Unqualified buyers are easy to get. Therefore, newer agents tend to spend a great deal of time trying to find ways to help unqualified buyers.
If you are doing what everyone else is doing, you’ll get the results they’re getting-another career adjustment. You need to distance yourself from the herd of look alike, talk alike salespeople.
Find a niche, or a couple of niches, learn everything that can be known about those niches, and selectively market to their members.
Develop Your Brand
By developing your own brand and image, you can position yourself ahead of any company image. People relate to other people more than they do brands and totems.
Build a Database
Utilizing modern communications technology you have the ability to influence the thinking of hundreds of people or more. You don’t need to advertise to the whole world, just a 100 to 500 people that you select.
Implement Systems to Insure Consistency
Once your database is in place, routine marketing and follow-up can be systematized to free you to spend time with clients.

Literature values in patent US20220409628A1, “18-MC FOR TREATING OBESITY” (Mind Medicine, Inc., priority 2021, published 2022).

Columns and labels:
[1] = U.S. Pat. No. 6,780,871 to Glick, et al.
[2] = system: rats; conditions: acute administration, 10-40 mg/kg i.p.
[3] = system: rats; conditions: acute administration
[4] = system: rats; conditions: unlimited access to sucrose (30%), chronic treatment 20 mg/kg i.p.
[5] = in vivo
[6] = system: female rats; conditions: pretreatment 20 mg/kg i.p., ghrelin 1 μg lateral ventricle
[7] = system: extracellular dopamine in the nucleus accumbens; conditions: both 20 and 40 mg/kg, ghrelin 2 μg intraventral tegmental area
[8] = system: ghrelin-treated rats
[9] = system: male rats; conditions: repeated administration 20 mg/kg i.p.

Submit to Coaching/Consulting
To move beyond your current performance, you will have to adopt new thinking and perfect certain disciplines. This can only be done with the help of a coach and consultant.
The masters of any endeavor invariably have a coach. NFL pro bowl quarterback, Drew Brees, has several specialized coaches who work with him on individual aspects of his performance including: bio-mechanical efficiency, vision, optimum nutrition, and strategic thinking.
The point of coaching is to help an individual attain their personal best. The competition in the NFL is so great, like real estate, that committed players want to leave nothing to chance, and are always seeking that slight edge. Coaching provides that edge.
Starting out brand new in the real estate business is risky. Many are called; few are chosen to earn a living. Leave nothing to chance.
If I were a newbie, I would read this again.
George W. Mantor is known as “The Real Estate Professor” for his wealth building formula, Lx2+(U²)xTFP=$? and consumer education efforts. During a career that has spanned more than three decades, he has amassed experience in new home and resale residential real estate, resort marketing, and commercial and investment property. He is currently the founder and president of The Associates Financial Group, a real estate consulting firm.
Mantor can be reached at GWMantor@aol.com.